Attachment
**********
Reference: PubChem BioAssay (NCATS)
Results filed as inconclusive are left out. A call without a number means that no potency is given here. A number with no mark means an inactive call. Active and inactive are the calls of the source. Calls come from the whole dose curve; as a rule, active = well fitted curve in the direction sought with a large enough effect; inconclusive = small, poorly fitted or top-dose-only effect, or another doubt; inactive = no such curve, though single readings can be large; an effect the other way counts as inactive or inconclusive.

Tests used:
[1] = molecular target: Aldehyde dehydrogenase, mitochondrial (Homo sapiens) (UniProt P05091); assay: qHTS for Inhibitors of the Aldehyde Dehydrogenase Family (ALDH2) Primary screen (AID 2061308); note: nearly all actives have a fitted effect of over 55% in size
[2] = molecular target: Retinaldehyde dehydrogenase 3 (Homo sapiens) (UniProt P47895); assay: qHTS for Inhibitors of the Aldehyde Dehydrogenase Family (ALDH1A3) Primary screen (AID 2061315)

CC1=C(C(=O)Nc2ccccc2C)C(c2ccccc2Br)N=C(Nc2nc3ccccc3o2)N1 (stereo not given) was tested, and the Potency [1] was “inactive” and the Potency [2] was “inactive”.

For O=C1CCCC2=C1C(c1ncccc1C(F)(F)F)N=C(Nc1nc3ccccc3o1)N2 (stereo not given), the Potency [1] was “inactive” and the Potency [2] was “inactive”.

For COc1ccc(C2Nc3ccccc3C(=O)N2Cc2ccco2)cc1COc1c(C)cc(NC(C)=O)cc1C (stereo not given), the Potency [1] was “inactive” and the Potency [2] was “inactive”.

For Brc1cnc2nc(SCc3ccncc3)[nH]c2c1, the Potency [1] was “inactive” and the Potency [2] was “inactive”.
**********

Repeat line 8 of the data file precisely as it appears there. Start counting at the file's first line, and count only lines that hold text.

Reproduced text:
For COc1ccc(C2Nc3ccccc3C(=O)N2Cc2ccco2)cc1COc1c(C)cc(NC(C)=O)cc1C (stereo not given), the Potency [1] was “inactive” and the Potency [2] was “inactive”.